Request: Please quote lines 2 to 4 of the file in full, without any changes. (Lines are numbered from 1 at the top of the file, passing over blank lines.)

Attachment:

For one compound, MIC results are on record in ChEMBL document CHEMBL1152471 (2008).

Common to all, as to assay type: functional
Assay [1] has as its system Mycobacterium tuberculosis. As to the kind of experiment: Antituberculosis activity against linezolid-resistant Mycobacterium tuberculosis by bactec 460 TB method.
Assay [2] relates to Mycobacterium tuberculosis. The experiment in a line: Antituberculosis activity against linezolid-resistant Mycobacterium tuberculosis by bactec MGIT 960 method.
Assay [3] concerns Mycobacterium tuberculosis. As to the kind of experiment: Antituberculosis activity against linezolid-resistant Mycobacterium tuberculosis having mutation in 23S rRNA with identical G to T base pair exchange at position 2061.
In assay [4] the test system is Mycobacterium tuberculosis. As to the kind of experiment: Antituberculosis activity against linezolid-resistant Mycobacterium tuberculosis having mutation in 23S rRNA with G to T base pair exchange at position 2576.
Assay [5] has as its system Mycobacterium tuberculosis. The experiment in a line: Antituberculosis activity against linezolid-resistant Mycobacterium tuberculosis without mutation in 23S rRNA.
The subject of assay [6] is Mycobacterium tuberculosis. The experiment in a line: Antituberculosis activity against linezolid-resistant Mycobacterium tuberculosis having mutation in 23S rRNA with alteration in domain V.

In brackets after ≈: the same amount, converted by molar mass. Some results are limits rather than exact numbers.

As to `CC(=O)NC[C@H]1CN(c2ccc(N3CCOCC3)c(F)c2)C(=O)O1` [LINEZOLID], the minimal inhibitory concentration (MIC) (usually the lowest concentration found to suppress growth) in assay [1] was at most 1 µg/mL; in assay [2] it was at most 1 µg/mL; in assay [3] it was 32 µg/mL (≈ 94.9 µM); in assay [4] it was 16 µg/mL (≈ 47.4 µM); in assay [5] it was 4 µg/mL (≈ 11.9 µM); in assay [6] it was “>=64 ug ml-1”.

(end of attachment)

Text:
Common to all, as to assay type: functional
Assay [1] has as its system Mycobacterium tuberculosis. As to the kind of experiment: Antituberculosis activity against linezolid-resistant Mycobacterium tuberculosis by bactec 460 TB method.
Assay [2] relates to Mycobacterium tuberculosis. The experiment in a line: Antituberculosis activity against linezolid-resistant Mycobacterium tuberculosis by bactec MGIT 960 method.